Need to lend some charm, suavity and wry humanity to an otherwise objectionable middle-aged British male? Hugh Laurie is your man, filling that neo-George Sanders role in characters both mildly vainglorious (the spaceship captain of “Avenue 5”) and utterly despicable (the arms dealer of “The Night Manager”).
His latest, in the BBC mini-series “Roadkill” (beginning Sunday on PBS’s “Masterpiece”), falls somewhere in between, and trying to guess exactly where is our primary sport across the show’s four episodes. Peter Laurence may be a well-meaning, if destructively narcissistic, politician with a libertarian bent; he may be a soulless monster who doesn’t care about the bodies he leaves behind, perhaps literally, as he claws his way up the government. Laurie’s guarded, superbly understated performance keeps alive to the last moment the possibility that either, or both, might be true.
“Roadkill” was written by the British playwright David Hare, whose work — “Plenty,” “Via Dolorosa,” “Stuff Happens” — has always had a strong political component. In Britain, where it premiered two weeks ago, the show has been received and evaluated as a commentary on the ascendant Conservative Party, to which the fictional Laurence and his nemesis, an old-school prime minister (Helen McCrory), belong.
American viewers will make their own association. Laurence is a populist who sold furniture and real estate before becoming a member of Parliament; he rails against the political establishment while, behind the scenes, power brokers profit from the “turbulence” he causes. “You can get away with anything if you just brazen it out,” he says. And he also says, “People like me because I break the rules.”
The parallels to Donald Trump feel unmistakable. Laurence is much smoother and more concerned with putting on a show of concern, however. And crucially, his true motives aren’t on the surface, which is what makes it possible for “Roadkill” to be a drama rather than the kind of bald caricature that seems to be the only workable response to Trump.
“Roadkill” has elements of political satire and conspiracy thriller, but its dominant mode is a kind of melancholy, slow-moving farce. (Michael Keillor, a TV veteran whose credits encompass the soap opera “EastEnders” and the roller-coaster cop drama “Line of Duty,” directed all four episodes.) The series opens as Laurence wins a 1.5-million-pound judgment against a newspaper that accused him of corruption when he was health minister, before his current gig atop the transportation ministry.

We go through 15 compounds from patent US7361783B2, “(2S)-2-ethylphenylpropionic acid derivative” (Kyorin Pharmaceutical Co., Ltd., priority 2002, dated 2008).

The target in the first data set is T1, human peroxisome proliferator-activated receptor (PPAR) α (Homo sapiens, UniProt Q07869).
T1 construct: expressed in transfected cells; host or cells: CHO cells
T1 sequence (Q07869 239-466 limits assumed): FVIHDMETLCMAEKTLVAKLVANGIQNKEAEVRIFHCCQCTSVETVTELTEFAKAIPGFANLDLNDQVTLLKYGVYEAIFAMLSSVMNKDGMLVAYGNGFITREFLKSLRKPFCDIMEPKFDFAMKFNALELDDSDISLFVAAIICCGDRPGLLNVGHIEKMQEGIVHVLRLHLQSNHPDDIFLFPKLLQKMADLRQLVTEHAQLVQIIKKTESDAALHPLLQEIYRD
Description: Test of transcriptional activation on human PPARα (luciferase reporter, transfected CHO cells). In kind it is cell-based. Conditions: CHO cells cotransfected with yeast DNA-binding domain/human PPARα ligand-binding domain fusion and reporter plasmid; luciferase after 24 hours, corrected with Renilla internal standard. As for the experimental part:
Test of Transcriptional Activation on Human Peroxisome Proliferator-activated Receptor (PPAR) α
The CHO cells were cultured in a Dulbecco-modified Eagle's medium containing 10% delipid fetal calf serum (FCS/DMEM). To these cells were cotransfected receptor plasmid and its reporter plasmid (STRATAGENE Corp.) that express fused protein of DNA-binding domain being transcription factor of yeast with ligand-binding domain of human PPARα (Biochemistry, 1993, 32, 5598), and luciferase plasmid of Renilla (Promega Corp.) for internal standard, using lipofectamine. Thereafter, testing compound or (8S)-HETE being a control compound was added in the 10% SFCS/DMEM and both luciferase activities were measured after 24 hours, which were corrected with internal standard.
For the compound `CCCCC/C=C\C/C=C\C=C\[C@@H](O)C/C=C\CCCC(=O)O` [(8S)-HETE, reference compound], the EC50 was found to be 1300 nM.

The victory boosts his populist appeal, but a cascade of potentially career-ending crises immediately ensues. Hare populates the story with a long string of women who could trip up Laurence in one way or another, from the acerbic prime minister to the reporter whose career he ruined (Sarah Greene of “Dublin Murders”), his angry daughter (Millie Brady), his mistress (Sidse Babett Knudsen, star of “Borgen”), his disgruntled driver (Emma Cunniffe) and his lawyer (Pippa Bennett-Warner of “Gangs of London”), who wouldn’t be shocked to find out her client lied. Topping his list of female problems, though, is the anonymous inmate of a London prison who claims to be his unknown daughter.
As an increasingly frantic Laurence juggles his personal and political challenges, Hare deftly weaves the strands together, and the later episodes offer satisfying moments of congruence and payback. Laurence has a genius for dancing above the chaos, though, and as he fails upward, what is comic in form can feel tragic in substance — or at least unresolved and menacing. However many human obstacles Hare throws in Laurence’s way, they all have a tendency to end up as collateral damage.
Laurie dominates the screen time and defines the mood, but he’s helped by a deep bench of old pros, including the razor-sharp McCrory, Pip Torrens as the newspaper’s editor and Patricia Hodge as its owner and Saskia Reeves as Laurence’s choir-director wife, who seems out of her depth but possesses unsuspected layers of cunning.
Not every detail of the series’s social and political intrigue makes sense, especially with regard to the newspaper business. (Would even a Fleet Street rag go big with a story based on a reporter’s hearsay account of a diary she can’t produce?) The human side of the equation mostly adds up, though, and Laurie nails the contradictions of Laurence, who tries kindness on for size but only to see whether it fits with his consuming ambition. As Laurence tests spins on whoever happens to be in front of him, or struggles to control his glee as the prime minister dangles a promotion, Laurie wholly inhabits a man who’s all too comfortable in his own skin.